5 Tips for Coping With a Dual Diagnosis
Here’s how to recognize—and deal with—the intersection of mental health and substance abuse.
Dual diagnosis is a term that describes someone who’s simultaneously struggling with a mental health issue and a substance use disorder. It’s not uncommon for those with a mental health disorder, such as depression, bipolar disorder or borderline personality disorder, to turn to alcohol, drugs, gambling or even sex as a form of self-medication.
Research shows that medicating mental health issues with alcohol, drugs and other negative behaviors worsens symptoms related to mental illness, rather than alleviating them.
One in four adults with a mental illness also have a substance abuse disorder or some other form of addictive behavior. Getting the right help for a dual diagnosis is more complicated than seeking treatment for a single mental health issue since it involves treating both an addiction and a mental illness simultaneously.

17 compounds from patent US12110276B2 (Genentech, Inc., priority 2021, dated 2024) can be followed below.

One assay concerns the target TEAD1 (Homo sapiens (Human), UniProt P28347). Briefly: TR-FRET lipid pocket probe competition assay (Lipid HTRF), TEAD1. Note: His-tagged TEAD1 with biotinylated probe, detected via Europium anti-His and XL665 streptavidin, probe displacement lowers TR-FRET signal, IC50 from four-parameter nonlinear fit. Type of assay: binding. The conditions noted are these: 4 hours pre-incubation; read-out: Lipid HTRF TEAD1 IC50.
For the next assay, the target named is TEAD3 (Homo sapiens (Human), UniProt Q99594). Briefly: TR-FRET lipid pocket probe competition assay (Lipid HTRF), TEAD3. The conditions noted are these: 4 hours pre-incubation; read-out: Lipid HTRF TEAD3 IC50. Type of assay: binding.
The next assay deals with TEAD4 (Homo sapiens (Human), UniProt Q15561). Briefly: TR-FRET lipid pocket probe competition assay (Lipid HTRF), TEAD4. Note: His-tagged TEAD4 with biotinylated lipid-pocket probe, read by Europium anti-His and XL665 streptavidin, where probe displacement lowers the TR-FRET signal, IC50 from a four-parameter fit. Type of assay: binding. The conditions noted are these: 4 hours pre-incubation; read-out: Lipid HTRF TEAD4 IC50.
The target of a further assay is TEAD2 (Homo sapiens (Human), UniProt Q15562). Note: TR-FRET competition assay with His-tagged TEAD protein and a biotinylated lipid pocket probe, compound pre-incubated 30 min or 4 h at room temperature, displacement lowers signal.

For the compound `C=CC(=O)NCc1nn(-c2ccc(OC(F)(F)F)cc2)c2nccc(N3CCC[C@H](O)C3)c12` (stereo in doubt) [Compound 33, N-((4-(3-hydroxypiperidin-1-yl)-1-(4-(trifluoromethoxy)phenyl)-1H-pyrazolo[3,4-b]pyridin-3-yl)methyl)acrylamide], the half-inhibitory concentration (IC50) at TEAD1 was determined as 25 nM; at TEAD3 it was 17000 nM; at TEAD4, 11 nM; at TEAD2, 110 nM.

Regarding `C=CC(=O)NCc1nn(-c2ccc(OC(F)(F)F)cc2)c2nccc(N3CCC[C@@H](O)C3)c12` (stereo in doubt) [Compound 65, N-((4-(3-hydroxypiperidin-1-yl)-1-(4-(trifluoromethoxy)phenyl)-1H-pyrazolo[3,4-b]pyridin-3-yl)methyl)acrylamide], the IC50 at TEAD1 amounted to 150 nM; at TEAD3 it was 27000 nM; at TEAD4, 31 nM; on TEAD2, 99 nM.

Here are five tips for finding the best care for those dealing with a dual diagnosis.
- Find a mental health professional that has appropriate experience. Effective treatment for a dual diagnosis requires a team approach with multiple healthcare providers working together. A treatment team might include a psychologist, a psychiatrist and a primary care physician. Working with a mental health provider that is willing to help with forming a treatment team is key.
- Acknowledge the importance of psychotherapeutic medications. Treating certain mental health issues effectively, such as depression, bipolar disorder, borderline personality disorder or anxiety disorders, often requires medications like anti-depressants, mood stabilizers or anti-anxiety medications under the supervision of a qualified physician, as well as counseling or psychotherapy.
- Seek inclusive treatment strategies. Studies show that including spouses, partners, children and extended family and friends contributes to positive treatment outcomes.
- Stay informed: Keep up to date on treatment options. A mental health diagnosis of borderline personality disorder combined with a sex addiction isn’t going to be treated the same as a dual diagnosis of depression and opioid dependence.
- Practice self-care. Prioritize your needs as you go through recovery. Getting the proper amount of sleep, enough exercise and eating well are keys to feeling better and for making lasting changes.